February 19, 2016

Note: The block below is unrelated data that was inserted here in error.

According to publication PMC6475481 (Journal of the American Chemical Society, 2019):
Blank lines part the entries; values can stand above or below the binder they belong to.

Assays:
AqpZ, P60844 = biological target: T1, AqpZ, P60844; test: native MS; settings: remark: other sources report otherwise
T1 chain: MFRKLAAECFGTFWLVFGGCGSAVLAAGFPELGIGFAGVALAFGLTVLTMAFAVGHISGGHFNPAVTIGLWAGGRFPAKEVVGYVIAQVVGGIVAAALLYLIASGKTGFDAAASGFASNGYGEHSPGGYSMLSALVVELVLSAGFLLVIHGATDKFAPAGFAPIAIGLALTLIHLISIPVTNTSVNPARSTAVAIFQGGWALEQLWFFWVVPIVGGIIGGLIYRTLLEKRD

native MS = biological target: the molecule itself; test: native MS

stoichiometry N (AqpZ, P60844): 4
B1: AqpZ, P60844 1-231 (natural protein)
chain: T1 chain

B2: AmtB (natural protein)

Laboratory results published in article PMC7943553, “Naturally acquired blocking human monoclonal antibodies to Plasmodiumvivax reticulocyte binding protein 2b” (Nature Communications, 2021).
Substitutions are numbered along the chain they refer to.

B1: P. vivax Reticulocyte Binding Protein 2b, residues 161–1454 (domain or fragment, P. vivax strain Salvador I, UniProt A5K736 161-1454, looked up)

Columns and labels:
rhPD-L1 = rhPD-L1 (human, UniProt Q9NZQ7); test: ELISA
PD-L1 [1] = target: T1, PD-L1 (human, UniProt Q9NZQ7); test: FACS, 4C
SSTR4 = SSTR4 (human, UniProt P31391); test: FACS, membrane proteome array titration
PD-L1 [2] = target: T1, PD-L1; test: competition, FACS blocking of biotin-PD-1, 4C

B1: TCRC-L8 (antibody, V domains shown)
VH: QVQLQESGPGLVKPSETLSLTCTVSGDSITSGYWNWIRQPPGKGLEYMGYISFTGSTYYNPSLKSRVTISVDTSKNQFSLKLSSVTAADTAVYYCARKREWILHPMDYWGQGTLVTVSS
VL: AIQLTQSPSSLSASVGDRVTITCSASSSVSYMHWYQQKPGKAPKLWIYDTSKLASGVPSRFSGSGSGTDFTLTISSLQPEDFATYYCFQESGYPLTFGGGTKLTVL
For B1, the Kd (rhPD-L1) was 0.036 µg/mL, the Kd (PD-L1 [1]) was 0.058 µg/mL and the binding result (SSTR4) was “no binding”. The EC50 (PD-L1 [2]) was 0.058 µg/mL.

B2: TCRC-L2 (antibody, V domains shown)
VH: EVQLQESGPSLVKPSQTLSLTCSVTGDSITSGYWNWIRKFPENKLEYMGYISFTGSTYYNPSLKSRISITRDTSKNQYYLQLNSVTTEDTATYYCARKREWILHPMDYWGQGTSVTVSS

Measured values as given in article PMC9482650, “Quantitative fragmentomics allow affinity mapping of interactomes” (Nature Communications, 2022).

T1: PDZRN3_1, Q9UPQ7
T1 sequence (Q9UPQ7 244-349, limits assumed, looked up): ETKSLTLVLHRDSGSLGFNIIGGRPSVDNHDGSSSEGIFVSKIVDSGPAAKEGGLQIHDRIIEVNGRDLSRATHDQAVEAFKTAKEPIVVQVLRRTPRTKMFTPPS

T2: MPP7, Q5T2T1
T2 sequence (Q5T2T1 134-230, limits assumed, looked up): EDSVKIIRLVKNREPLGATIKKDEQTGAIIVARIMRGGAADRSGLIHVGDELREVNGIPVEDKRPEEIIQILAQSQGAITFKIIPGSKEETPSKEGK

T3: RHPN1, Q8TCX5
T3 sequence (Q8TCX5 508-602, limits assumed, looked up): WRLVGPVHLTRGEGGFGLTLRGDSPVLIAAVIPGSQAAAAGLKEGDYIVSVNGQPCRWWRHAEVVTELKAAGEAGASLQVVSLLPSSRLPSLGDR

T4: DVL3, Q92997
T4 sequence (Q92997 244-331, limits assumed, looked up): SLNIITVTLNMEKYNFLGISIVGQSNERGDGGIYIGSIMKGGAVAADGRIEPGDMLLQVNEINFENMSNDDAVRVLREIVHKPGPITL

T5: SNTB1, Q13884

Moving beyond the typical focus on highly-paid CEOs, activist investor As You Sow continues to target investors, especially mutual funds, which it believes are "rubber stamping" executive pay packages and "failing in their fiduciary duty" to clients, despite the fact that median investor support for say on pay among S&P 500 companies topped 95 percent in 2015 and investors' fiduciary duty to clients is based on overall returns. In a report released this week entitled "The 100 Most Overpaid CEOs: Are Fund Managers Asleep at the Wheel?" As You Sow reprised its 2015 report on the same subject, focusing not just on CEO pay but on the votes of large shareholders on CEO pay packages. However, this year's report expanded the number of funds under the microscope, concluding that mutual funds are "far more likely to rubber stamp" than pension funds and citing the high say on pay approval rates of leading investors such as BlackRock and Vanguard as particularly problematic. The report's author, Rosanna Landis Weaver, confirmed the strong focus on large investors as enablers of "excessive CEO pay," telling the Chicago Tribune that "the real point of this study is we wanted to do something that looked at how mutual funds and pension funds are voting." The report effectively rejects engagement with companies, which has led to significant changes in certain pay practices in lieu of a negative vote, stating "the votes are the only ways mutual fund clients and pension fund participants can evaluate fund stance on pay." The report, which also rejects the use of TSR as a primary compensation metric in favor of metrics more directly under the CEO's control, typifies the growing trend among certain smaller and more socially-oriented investors of criticizing larger mainstream investors in the hopes of gaining support for their initiatives.